The House Select committee investigating the Jan. 6, 2021, attack on the U.S. Capitol recommended on Monday that the Justice Department pursue charges against Donald Trump for his role in attempting to overturn the results of the 2020 presidential election. The vote marked the first time Congress has made this kind of referral for a former president.
Members of the committee urged federal prosecutors to charge Trump with four crimes: inciting or assisting an insurrection, obstruction of an official proceeding of Congress, conspiracy to defraud the United States and conspiracy to make a false statement.
Here’s what to know about criminal referrals—how they work, and their powers and limitations.
What is a criminal referral?
While Congress has investigatory and subpoena powers, the legislative body does not have the authority to prosecute anyone. So when Congress wants to charge someone, members make a referral to the Justice Department, essentially calling on the federal law enforcement agency to investigate a matter or prosecute someone.
“A referral really just means that one part of the government is sending to the executive government information and requesting that the Department of Justice investigate these matters,” said Stephen A. Saltzburg, a law professor at George Washington University.
Does the Justice Department have to act on the referral?
A criminal referral is merely that: a referral. The Justice Department does not have to act on it.
In this case, the Justice Department is already well into its own investigation of the actions of Trump and many in his orbit related to the storming of the Capitol and efforts to use fake electors and other mechanisms to overturn the results of the 2020 election. FBI agents and Justice Department prosecutors are compiling and evaluating evidence from scores of subpoenas, grand jury testimony and witness interviews as they explore potential charges.
In other words, the Justice Department could opt to charge Trump and his allies in relation to Jan. 6, or not, independent of any congressional referral.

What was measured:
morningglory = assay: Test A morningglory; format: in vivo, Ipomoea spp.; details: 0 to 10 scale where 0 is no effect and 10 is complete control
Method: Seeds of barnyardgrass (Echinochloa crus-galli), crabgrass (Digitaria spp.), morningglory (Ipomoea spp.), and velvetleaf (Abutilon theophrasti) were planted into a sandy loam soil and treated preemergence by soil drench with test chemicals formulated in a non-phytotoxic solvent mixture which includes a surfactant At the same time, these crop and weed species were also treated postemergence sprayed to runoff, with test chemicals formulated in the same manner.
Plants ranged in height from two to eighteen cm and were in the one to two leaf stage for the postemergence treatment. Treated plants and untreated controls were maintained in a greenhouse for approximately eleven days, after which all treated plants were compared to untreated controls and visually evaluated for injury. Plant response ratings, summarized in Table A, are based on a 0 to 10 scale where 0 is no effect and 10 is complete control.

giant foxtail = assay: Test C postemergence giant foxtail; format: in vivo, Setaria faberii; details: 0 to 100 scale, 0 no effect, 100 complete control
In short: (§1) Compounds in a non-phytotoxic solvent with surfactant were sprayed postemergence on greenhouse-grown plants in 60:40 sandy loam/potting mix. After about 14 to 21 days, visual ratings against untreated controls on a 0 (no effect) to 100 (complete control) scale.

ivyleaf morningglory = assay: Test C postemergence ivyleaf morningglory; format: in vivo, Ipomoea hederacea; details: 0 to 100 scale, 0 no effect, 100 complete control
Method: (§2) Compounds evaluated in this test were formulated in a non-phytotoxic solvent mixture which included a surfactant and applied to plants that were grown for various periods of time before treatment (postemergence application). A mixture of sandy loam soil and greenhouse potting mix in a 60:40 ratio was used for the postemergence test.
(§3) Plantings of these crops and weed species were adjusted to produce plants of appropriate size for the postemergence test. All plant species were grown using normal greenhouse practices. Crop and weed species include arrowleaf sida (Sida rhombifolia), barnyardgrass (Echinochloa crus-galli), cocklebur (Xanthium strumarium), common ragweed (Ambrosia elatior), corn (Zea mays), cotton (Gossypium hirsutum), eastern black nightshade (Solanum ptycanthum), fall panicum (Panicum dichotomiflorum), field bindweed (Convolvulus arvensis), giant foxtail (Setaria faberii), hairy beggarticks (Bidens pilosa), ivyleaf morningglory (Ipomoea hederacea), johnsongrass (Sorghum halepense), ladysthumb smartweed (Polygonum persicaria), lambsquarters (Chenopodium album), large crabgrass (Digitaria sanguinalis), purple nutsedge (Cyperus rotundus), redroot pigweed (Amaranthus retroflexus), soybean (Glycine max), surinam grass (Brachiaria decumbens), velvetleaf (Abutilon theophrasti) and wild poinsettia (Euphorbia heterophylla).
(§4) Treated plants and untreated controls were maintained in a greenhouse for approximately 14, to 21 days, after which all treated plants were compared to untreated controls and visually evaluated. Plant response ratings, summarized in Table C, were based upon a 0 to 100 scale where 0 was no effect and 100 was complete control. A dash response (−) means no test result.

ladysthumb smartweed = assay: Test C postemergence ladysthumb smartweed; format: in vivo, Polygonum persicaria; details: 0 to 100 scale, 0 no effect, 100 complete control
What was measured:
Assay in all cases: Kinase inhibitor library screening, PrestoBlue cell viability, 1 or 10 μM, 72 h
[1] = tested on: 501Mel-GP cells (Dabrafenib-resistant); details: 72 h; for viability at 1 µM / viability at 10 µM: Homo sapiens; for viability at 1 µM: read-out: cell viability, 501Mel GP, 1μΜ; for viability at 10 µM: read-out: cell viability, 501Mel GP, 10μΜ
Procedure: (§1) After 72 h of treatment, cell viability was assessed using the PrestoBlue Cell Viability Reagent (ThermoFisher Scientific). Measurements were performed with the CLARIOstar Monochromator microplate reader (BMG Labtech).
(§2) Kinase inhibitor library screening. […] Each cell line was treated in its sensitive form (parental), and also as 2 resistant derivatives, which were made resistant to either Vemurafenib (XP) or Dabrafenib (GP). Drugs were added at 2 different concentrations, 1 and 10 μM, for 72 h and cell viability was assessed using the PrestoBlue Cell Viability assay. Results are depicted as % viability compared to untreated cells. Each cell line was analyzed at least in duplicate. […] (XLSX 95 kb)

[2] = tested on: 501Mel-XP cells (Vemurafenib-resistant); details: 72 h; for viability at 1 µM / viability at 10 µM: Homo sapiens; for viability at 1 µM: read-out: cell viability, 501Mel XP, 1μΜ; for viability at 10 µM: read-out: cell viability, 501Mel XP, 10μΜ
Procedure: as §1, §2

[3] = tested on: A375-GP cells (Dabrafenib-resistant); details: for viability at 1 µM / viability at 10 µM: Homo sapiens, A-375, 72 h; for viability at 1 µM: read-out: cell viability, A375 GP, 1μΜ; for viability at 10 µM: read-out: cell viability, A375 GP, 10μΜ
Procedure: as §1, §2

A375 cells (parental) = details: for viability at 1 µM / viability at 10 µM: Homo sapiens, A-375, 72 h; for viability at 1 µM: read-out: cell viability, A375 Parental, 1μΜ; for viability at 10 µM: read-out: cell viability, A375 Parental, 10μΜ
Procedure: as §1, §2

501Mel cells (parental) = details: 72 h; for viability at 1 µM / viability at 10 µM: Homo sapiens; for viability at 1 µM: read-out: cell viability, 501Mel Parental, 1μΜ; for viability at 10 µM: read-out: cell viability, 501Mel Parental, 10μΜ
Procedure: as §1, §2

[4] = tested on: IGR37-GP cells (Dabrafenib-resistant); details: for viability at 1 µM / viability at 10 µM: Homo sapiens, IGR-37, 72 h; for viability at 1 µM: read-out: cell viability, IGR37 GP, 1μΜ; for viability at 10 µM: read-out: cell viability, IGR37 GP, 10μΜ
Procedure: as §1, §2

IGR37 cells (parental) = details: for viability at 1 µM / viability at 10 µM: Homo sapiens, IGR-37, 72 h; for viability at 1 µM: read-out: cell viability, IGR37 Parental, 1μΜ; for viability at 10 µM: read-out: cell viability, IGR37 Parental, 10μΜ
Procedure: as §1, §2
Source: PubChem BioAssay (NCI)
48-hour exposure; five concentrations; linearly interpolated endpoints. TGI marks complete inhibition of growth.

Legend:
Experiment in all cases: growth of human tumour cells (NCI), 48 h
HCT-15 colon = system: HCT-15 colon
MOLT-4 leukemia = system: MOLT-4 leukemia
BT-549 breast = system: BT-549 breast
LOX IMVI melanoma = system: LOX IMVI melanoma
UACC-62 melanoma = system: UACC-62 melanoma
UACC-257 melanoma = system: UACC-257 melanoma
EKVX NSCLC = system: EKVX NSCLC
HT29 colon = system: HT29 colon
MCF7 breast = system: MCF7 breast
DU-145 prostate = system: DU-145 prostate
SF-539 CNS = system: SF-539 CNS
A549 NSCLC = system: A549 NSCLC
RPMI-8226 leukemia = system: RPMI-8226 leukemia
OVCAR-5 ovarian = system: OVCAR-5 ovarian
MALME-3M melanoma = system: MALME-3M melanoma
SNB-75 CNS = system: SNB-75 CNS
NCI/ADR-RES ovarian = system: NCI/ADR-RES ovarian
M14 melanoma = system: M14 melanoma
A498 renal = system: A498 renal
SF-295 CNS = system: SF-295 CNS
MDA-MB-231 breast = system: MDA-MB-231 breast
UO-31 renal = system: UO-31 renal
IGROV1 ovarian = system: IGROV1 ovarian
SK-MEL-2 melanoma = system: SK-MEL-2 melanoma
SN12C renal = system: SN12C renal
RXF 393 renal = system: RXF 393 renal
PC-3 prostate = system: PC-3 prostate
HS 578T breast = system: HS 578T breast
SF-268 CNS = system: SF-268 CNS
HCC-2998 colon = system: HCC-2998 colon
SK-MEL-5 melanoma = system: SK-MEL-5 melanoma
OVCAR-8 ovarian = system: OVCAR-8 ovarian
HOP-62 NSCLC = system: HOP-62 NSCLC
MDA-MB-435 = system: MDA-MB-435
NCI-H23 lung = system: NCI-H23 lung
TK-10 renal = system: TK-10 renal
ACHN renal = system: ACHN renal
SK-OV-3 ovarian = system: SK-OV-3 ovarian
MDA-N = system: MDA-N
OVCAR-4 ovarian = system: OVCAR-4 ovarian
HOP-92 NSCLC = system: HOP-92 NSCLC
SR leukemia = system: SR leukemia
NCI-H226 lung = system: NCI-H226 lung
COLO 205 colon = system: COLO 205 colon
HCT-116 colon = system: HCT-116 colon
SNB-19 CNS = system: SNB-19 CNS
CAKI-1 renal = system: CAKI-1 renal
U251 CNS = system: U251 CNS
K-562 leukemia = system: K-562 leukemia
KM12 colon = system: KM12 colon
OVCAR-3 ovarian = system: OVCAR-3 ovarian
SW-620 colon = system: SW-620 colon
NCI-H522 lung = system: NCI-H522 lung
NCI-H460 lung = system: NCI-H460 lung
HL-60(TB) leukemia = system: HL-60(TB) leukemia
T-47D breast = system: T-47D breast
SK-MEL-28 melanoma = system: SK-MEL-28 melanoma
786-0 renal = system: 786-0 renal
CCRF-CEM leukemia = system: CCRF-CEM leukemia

No former U.S. president has ever been charged with a crime, and the Justice Department would undoubtedly want to believe it had an airtight case before charging Trump.
Does a criminal referral hold more weight if it is issued by Congress?
Legally speaking, no. But Daniel Richman, a law professor at Columbia University, said the Justice Department would probably take a criminal referral from a congressional committee more seriously than it would referrals from elsewhere. Technically, anyone can submit a criminal referral to the Justice Department, even if it’s not done in a formal manner, Richman said.
“A criminal referral from Congress as a matter of legal doctrine does not carry that much more legal weight than from an ordinary citizen,” he said.
So what is the point of them?
Criminal referrals increase public awareness that the committee believes the former president or members of his inner circle broke the law. As a result, the referrals could put more pressure on prosecutors to ultimately press charges, according to Richman. And, he said, they could serve to hold the Justice Department accountable if prosecutors on their own are not inclined to consider charges.
“One of the purposes of a referral is that if you think there is a crime, it puts some accountability on the prosecutor’s decision on whether to charge or not,” Richman said. “It’s an accountability-shifting device.”
The referrals could also give Trump new ammunition for his frequent claims that the Justice Department’s investigations of him are politically motivated. Most members of the committee are Democrats; the two Republicans have been leading Trump critics. Trump therefore could use the referrals to bolster his claims that any Justice Department action against him is suspect.
At the hearing Monday, Rep. Bennie Thompson (D), who chairs the house select committee, said he hopes their work would “provide a road map to justice.”